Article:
Leaders of two organizations that recently introduced an alternative to payday loans are now hoping to lay the groundwork for changes in state law following the release of a new law report about how predatory lenders trap Memphians in debt.
“These payday lenders are having a dramatic impact on our employees and the way they live,” said Shirley Bondon, executive director of the Black Clergy Collaborative of Memphiswho published the report Institute for the Politics of Hope. “In a community like Memphis, where people are already living in poverty, it’s easy to exploit them, and so we’re trying to find a way to lift people out of poverty and stop that kind of exploitation.”
The report looks at “costly loans,” including payday loans, auto title loans, and flex loans. Though the terms of these loans vary, the exploitation and harm are the same as they come with extreme interest rates, unfair repayment terms, and “forced” repayment methods such as direct access to an individual’s bank account, the report said.
Also, many lenders do not assess whether someone can afford to repay the loan without worsening their financial situation, which is a “trap,” the report said. At least 75% of the money payday loans generate comes from people taking out more than 10 loans a year, the report said.
And until the borrower can afford to break out of the cycle, “…[T]They are then faced with inadequate fund fees, aggressive collections and ultimately bank account closures or bankruptcies.”
With car title loans, the cost can be one person’s transportation. Nearly half of Tennessee’s auto title loans defaulted in 2019, the latest year for which data is available, meaning lenders took back more than 11,000 cars, according to the report.
But it also hurts more than just the borrower’s bank account.
“These damages are neither exclusive nor exhaustive and extend to psychological stress caused by unpayable debt, burdens on other community and family members, and the resulting inability to build wealth in the future,” the report said.
Memphis has 114 of these storefronts, most of which are owned by non-governmental corporations. Populus Financial Group, Inc./Ace Cash Express of Texas owns 29 locations and TitleMax/TMX Financing of Georgia owns 23.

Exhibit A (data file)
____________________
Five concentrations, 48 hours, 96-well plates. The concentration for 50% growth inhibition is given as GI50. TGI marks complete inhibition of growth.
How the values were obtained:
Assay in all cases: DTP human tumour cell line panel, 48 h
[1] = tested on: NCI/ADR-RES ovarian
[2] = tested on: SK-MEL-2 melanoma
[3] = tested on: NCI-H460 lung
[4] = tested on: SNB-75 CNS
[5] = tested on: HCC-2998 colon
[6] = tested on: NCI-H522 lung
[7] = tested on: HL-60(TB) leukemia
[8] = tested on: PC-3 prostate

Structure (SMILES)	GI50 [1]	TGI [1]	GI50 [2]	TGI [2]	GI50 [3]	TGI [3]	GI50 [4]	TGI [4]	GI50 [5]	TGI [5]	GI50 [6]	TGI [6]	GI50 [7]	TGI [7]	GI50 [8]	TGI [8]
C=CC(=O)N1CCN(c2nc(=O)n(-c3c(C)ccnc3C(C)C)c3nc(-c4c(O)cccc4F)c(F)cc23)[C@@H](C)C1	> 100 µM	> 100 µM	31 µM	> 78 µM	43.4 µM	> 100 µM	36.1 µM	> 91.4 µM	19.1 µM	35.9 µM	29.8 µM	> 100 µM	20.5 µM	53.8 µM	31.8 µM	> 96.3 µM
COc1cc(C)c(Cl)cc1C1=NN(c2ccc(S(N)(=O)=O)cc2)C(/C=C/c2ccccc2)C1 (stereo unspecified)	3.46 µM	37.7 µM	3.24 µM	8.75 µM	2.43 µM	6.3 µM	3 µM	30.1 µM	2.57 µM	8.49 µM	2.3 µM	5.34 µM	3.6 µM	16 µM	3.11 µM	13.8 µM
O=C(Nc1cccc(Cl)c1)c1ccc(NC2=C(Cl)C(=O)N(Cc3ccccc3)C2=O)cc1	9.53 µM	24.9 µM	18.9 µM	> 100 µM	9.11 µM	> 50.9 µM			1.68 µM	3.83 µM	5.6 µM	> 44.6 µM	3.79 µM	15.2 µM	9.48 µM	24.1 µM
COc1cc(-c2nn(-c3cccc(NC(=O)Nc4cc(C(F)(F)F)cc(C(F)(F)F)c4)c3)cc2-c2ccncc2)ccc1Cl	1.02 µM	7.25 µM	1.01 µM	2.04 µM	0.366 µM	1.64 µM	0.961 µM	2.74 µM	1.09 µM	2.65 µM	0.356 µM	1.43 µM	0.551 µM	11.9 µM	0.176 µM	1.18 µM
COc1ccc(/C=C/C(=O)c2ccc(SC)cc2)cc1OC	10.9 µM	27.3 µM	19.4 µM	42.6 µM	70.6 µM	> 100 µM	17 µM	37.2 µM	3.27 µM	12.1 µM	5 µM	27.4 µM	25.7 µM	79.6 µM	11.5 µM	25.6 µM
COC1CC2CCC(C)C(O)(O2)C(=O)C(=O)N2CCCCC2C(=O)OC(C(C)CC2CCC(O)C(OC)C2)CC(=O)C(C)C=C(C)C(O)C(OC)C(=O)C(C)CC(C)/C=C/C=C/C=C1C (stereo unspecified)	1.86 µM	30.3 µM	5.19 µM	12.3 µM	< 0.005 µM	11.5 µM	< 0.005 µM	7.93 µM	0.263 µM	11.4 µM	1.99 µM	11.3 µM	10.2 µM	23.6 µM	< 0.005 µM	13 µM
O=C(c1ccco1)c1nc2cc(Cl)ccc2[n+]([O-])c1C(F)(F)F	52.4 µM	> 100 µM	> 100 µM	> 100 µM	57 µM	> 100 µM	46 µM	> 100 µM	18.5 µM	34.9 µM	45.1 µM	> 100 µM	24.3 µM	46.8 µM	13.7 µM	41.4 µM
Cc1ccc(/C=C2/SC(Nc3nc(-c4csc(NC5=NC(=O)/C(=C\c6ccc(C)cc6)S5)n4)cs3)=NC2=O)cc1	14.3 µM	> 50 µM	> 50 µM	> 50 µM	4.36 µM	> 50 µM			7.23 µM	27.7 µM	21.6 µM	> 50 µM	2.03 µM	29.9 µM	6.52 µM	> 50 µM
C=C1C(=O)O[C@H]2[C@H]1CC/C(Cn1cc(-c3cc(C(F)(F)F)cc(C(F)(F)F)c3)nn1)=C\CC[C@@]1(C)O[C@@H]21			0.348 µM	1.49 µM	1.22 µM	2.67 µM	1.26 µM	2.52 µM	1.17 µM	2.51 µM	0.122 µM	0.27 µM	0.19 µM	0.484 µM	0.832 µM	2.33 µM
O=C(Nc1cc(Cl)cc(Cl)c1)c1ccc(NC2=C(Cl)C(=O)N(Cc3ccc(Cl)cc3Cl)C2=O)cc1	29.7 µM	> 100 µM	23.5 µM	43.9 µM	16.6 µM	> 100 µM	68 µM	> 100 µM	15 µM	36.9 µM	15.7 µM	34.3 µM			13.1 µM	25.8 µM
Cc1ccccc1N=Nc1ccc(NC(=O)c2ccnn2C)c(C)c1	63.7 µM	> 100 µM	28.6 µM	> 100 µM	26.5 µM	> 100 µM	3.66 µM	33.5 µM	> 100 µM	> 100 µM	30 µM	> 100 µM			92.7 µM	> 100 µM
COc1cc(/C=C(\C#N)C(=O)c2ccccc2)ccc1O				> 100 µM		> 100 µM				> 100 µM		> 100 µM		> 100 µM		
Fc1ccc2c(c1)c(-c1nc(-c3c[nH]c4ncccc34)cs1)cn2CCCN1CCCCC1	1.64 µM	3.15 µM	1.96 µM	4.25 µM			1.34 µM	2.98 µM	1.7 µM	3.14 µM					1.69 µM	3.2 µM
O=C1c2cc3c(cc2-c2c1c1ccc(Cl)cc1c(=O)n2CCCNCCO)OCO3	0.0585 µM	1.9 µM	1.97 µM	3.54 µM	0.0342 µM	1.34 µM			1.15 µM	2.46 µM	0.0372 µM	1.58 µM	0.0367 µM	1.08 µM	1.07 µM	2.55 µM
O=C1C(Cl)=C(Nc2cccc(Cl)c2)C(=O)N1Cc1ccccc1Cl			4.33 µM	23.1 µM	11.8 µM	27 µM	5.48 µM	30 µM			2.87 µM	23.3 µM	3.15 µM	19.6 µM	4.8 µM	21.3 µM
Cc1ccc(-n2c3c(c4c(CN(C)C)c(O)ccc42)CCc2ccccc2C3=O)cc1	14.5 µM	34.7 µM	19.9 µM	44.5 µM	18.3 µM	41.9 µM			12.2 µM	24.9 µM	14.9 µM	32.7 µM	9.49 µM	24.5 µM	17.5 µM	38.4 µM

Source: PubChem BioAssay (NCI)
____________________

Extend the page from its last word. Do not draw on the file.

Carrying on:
In Memphis, which is two-thirds Black, just over 1 in 3 residents are either unbanked, meaning they don’t have a bank account, or underbanked, meaning they use financial services like payday loans in addition to traditional banks. according to a Prosperity Now analysis of federal data 2017.
The report shows that high-cost lenders are concentrated in low-income black and brown areas. This includes zip codes for neighborhoods such as Whitehaven, Hickory Hill, Orange Mound, Raleigh and Berclair. Some suburban zip codes, such as Germantown and Collierville, do not have these lenders.
“It tells you they’re targeting a specific group of people, and it’s a continuation of the systemic inequalities that we’re seeing in our communities,” Bondon said.
State Senator Raumesh Akbari sees the injustice in financial services provided in the same communities that are being targeted by predatory lenders, she said in a statement. It’s difficult for Democrats to pass legislation through the predominantly Republican-controlled Legislature, Akbari said, so she sees value in educating voters about the dangers of expensive borrowing.
“In the current State Capitol policy environment, reform that empowers consumers is elusive. But we have taken some steps to advocate for more financial literacy education available to every student and adult who wants it. We want people to understand the true cost of their financial opportunities.”
Despite the legislative challenge, Bondon is confident that protections against robbery loans can be supported by both sides. She hopes the report will enlighten community members, but wants lawmakers to read it too.
“I think you will get bipartisan support on this issue. I’m not being naïve as it’s difficult to get laws out of Shelby County. But this problem is statewide…this isn’t just a Shelby County problem.”
Bondon said the state is the next level of government with the power to regulate the industry. The city and state have done all they can, she said.
City and county legislatures in 2009 accepted a joint ordinance preventing new lenders from opening within 1,000 feet of people’s homes. And in 2020, the Memphis City Council passed one resolution Urge the state to effectively ban the industry.
These high-priced loans require borrowers to repay the full amount plus extreme interest in two weeks or by their next payday.
The report recommends capping the interest rate on these loans. Interest rate caps have been used by other states, including Arkansas, where the limit is 17%.
“It takes a lot of votes to pass legislation and because this affects so many people we don’t just want the clergy, we want others to get involved in this fight with us,” Bondon said.
One voice is Josh Spickler, CEO of city only, a criminal justice reform organization. Spickler wants legislation aimed at an industry he says purports to be a helpful emergency service.
“But the reality is that this industry mostly pushes people further into poverty and keeps them there.”
In this way, he said, the payday loan industry is like the criminal justice system. Payday loans are often used to cover court fees, he noted.
“It is a system designed to increase poverty, not alleviate it. The criminal justice system does not want to impoverish people, that is not the stated goal – but it does.”
Carrington J. Tatum is a Corps member with Report for America, a national service program that places journalists in local newsrooms. Email him at [email protected]
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